Many state legislatures are proposing to expand E-Verify – a federal government-run electronic system that allows or forces employers to check the identity of new hires against a government database. In a perfect world, E-Verify tells employers whether the new employee can legally be hired. In our world, E-Verify is a notoriously error-prone and unreliable system.
E-Verify mandates vary considerably across states. Currently, Alabama, Arizona, Mississippi and South Carolina have across the board mandates for all employers. The state governments of Georgia, Utah, and North Carolina force all businesses with at least 10, 15, and 25 employees, respectively, to use E-Verify. Florida, Indiana, Missouri, Nebraska, Oklahoma, Pennsylvania and Texas mandate-Verify for public employees and state contractors, while Idaho and Virginia mandate E-Verify for public employees. The remaining states either have no state-wide mandates or, in the case of California, limit how E-Verify can be used by employers.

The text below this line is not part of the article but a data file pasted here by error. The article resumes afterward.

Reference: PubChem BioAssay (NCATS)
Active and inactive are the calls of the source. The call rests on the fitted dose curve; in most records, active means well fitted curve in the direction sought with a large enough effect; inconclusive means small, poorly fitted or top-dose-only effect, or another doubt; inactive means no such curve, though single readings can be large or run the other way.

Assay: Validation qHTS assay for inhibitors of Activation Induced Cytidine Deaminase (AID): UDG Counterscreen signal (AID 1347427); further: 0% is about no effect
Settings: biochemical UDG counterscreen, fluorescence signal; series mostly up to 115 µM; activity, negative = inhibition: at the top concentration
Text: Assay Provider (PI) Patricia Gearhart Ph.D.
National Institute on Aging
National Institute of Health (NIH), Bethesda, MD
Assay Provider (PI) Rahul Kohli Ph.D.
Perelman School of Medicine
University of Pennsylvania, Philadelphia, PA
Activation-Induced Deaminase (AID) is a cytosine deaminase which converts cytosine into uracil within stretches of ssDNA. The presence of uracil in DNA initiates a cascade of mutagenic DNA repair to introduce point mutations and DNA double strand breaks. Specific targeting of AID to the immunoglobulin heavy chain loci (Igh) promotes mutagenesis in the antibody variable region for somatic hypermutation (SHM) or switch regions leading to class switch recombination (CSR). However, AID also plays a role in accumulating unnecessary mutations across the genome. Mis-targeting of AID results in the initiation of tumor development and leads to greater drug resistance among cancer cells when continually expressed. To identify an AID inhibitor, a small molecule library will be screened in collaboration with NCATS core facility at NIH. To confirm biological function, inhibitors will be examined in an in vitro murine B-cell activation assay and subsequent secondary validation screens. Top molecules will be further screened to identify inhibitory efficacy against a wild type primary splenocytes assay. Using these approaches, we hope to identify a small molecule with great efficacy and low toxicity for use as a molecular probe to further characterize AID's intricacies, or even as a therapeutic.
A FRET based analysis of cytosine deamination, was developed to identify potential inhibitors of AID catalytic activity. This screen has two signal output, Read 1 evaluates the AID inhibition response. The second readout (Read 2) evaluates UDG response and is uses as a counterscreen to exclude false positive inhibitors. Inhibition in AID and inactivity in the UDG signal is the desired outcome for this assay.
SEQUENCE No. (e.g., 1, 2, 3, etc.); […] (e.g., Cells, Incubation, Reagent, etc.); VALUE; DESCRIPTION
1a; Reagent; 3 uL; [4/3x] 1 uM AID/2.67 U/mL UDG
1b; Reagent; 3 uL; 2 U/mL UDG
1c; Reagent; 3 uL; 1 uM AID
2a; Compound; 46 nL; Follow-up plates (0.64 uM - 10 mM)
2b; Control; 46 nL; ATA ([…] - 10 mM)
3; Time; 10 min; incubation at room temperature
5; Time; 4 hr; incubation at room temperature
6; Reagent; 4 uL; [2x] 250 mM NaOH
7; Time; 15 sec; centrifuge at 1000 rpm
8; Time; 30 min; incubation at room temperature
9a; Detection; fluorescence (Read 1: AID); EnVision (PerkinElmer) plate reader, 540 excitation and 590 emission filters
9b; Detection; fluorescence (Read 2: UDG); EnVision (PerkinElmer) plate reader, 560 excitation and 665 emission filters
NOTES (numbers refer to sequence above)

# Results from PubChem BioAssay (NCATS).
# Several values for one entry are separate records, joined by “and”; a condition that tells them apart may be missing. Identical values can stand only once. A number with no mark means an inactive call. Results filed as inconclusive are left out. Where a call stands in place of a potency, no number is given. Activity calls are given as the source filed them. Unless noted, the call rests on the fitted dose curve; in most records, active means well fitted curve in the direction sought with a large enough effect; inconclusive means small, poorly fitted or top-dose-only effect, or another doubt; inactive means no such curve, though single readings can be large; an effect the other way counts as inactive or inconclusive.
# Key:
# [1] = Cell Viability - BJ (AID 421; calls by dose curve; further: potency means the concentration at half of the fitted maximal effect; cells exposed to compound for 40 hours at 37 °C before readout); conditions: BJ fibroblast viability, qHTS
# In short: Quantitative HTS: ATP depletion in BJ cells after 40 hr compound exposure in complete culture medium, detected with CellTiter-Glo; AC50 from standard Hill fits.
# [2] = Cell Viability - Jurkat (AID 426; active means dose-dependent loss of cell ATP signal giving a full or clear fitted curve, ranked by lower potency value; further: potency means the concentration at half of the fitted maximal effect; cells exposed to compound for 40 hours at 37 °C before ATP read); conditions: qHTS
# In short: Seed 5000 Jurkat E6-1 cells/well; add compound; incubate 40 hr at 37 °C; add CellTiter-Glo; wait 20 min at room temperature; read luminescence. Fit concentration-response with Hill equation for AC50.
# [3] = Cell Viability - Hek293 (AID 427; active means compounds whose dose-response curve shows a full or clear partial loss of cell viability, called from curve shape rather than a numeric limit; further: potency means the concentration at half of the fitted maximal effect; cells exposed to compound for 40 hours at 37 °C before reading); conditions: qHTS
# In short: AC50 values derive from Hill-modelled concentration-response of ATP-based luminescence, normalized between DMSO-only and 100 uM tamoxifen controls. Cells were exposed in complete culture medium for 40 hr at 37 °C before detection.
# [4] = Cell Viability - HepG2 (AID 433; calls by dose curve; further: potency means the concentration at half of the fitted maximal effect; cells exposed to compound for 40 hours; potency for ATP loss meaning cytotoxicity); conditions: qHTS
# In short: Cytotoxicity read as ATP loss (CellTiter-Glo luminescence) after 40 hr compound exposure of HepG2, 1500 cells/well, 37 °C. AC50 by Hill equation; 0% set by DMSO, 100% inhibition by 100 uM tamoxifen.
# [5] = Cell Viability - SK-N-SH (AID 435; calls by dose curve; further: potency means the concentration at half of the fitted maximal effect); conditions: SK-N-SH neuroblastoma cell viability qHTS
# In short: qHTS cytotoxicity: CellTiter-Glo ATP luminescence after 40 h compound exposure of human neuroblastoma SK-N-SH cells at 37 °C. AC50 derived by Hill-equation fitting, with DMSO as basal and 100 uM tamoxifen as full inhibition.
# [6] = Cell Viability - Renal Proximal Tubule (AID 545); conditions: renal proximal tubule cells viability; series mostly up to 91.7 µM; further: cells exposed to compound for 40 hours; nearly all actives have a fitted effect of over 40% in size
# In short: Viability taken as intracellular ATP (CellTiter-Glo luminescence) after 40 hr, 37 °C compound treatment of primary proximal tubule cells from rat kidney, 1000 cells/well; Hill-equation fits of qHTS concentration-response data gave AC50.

Despite E-Verify’s wide use in the states and problems, some state legislatures are considering forcing it on every employer within their respective states.
In late April, the North Carolina’s House of Representatives passed a bill (HB 318) 80-39 to lower the threshold for mandated E-Verify to businesses with five or more employees. HB 318 is now moving on to the North Carolina Senate where it could pass. Nevada’s AB 172 originally included an E-Verify mandate that the bill’s author removed during the amendment process. Nebraska’s LB611 would have mandated E-Verify for all employers in the state. LB611 has since stalled since a hostile hearing over in February.
E-Verify imposes a large economic cost on American workers and employers, does little to halt unlawful immigration because it fails to turn off the “jobs magnet,” and is an expansionary threat to American liberties. Those harms are great while the benefits are uncertain – at best. At a minimum, state legislatures should thoroughly examine the costs and supposed benefits of E-Verify before expanding or enacting mandates.
Scott Platton helped to write this blog post.